Select Committee on International Development Minutes of Evidence

Examination of Witnesses (Questions 360 - 379)




  360. That is not what the Home Office say. They say the law is entirely adequate which was passed in 1906. You are saying you do not agree with that?
  (Mr Bray) I am just contrasting one opinion with the other. I am not a lawyer to judge. I think it is worth saying on the American experience, there have been relatively few prosecutions under the Foreign and Corrupt Practices Act. This discussion has come up before, it does not mean to say the Act has had no impact. One of the reasons why there have been relatively few prosecutions is that it is actually quite difficult and, as I say, expensive to conduct an international investigation, particularly when the host government is not likely to be co-operative. Therefore, we should not expect a flood of cases. What we will get, I believe, in other jurisdictions, and I hope in ours, is one or two test cases and I think they will have a quite substantial impact on actual practice.

  Chairman: We are not very good at it in our own country. Now Tony Colman is going to talk about corporate governance.

  Mr Colman: If I can take us back to these Codes of Conduct which we discussed earlier. This is obviously a welcome move and is backed by Transparency International and by Corner House. How can we ensure that the Codes of Conduct become a force for change and generate a corruption-free environment rather than being seen as merely window dressing? If I can add two riders on that. First of all, what disciplinary action do you as companies take against individuals that transgress the Code? Could you give us—not naming individuals obviously—examples of what you have done. Secondly, what training programmes do you put in place to ensure compliance?


  361. Mr Stephen Williams, you have Codes of Conduct as well as BP, do you not?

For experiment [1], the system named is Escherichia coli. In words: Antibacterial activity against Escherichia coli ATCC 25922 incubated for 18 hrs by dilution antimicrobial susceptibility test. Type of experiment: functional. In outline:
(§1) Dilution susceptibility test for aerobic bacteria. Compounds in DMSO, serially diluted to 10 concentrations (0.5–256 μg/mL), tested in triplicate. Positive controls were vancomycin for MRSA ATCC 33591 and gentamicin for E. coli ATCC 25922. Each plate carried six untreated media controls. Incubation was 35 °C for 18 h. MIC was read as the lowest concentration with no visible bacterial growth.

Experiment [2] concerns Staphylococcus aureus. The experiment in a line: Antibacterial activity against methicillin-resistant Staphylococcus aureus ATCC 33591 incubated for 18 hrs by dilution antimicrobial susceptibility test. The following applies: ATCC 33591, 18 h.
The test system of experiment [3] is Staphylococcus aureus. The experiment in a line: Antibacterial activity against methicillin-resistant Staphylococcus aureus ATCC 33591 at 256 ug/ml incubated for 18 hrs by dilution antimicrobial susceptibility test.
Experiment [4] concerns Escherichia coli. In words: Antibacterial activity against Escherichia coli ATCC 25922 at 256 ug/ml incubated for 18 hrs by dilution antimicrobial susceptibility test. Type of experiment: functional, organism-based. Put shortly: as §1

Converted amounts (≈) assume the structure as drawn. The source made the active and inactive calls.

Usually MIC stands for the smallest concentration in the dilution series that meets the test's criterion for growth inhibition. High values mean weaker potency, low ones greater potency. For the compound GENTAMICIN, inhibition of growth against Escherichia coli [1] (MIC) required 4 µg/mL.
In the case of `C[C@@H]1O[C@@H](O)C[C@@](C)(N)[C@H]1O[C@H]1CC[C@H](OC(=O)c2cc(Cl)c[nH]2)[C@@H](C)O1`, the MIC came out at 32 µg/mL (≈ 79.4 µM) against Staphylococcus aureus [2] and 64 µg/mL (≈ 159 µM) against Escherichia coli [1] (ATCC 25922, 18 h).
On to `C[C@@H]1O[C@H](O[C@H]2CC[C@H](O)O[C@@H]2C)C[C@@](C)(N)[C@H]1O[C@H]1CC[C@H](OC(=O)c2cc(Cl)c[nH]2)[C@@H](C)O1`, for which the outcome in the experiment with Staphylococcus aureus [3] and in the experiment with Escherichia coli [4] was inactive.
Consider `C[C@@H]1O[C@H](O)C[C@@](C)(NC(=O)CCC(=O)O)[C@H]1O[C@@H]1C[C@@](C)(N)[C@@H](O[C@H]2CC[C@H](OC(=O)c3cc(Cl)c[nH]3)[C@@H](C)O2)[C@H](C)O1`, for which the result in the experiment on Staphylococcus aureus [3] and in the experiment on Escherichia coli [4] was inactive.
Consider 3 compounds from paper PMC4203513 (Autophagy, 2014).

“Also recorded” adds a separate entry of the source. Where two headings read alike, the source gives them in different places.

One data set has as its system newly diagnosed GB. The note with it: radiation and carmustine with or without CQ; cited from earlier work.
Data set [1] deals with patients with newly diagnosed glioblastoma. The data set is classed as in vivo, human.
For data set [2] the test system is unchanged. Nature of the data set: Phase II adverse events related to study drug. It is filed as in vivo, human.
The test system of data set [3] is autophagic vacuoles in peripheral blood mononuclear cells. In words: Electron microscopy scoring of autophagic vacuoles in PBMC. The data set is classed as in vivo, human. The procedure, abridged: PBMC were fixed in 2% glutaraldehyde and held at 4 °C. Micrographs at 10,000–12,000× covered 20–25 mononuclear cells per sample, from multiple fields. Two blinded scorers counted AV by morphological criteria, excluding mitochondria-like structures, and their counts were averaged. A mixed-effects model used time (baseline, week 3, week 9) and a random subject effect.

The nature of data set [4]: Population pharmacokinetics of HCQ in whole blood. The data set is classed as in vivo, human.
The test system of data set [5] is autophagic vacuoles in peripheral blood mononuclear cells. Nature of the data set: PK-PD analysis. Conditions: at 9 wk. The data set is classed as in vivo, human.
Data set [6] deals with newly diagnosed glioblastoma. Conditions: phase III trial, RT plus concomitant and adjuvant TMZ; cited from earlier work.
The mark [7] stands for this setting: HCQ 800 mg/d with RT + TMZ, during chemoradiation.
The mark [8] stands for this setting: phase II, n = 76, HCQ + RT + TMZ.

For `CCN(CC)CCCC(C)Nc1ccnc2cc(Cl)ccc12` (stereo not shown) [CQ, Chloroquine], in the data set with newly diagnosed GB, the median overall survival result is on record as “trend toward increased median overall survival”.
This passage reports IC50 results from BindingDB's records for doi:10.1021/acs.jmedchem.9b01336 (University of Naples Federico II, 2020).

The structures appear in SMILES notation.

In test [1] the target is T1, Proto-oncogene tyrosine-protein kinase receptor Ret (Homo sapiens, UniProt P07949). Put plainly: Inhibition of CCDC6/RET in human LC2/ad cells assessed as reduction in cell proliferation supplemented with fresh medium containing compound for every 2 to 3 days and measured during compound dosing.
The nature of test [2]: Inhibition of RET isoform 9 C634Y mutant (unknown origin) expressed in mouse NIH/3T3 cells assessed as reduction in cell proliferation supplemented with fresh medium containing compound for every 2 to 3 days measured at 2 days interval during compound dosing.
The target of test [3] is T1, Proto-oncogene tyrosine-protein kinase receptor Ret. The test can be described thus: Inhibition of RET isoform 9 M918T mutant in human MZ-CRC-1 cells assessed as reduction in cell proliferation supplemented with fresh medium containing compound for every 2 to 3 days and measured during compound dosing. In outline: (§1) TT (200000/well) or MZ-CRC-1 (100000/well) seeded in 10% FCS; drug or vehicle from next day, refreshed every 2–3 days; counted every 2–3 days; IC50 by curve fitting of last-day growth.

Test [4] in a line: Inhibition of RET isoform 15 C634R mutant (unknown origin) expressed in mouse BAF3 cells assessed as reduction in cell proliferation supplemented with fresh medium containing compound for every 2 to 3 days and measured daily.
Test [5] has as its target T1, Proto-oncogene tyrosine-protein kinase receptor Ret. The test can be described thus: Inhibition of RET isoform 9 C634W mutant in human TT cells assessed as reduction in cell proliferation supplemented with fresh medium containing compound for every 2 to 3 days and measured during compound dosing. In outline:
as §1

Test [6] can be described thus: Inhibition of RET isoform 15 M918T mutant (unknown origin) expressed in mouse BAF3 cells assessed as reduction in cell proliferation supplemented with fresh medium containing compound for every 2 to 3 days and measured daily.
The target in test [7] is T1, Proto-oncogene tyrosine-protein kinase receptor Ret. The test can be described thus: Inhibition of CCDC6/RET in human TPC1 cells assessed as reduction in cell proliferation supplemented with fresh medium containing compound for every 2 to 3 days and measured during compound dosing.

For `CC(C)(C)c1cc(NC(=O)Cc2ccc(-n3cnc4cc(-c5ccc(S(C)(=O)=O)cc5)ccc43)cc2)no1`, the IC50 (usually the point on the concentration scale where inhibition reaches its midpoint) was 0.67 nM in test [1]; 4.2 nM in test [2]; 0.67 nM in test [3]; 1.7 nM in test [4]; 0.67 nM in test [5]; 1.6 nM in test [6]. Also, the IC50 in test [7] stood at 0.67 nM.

(Mr Williams) Indeed we do. We have had them in one form or another for a large part of Unilever's history which is now of course 70 years, leaving aside its founder companies. Just a bit of practical background and I will give you some examples of what we do to try and get this into the bloodstream of the organisation which is the most difficult thing obviously with worldwide extensive operations. The Code itself is physically in the possession of, I think, now every one of our employees around the world, which is 167,000-full-time employees. It represents only the tip of a regulatory iceberg in Unilever terms in that it is the key document which is amplified by a very large number of corporate policies which in their aggregate form, if you like, the constitutional skeleton for how we do business around the world which is called the operating framework for our business groups. This governs how we do business from the boardroom to the supermarket. Each year, as part of what we call our positive assurance process, which is again part of the risk management system that we have in the business, each president and in turn each company chairman is expected and has to aver that there have been no breaches to the Code and list any breaches, obviously, that there may have been. To do this he has to interrogate each level of his management and that interrogation goes down to the shop floor. This year, for the first time, we will be requiring every employee to actually sign—in 2001—their own statement that their own operations have not involved any breach of the Code. That positive assurance process then comes back up to the corporate risk committee, which is a board committee, operating out of the Turnbull Recommendations. It is audited by the internal audit function and the process itself is audited by our external auditors. In addition to that there is an obligation on all line managers and their business group leaders to report promptly, which means immediately, all breaches of the Code to the joint secretaries, of which I am one, and also to the chief auditor. That to my knowledge is working well. There is a cascaded system of knowledge of the Code. There is then checking of the Code annually and biannually as part of the positive assurance process. There is sanction when infractions are identified and perhaps one other aspect where we might do a bit more thinking internally is publicity for the sanctions.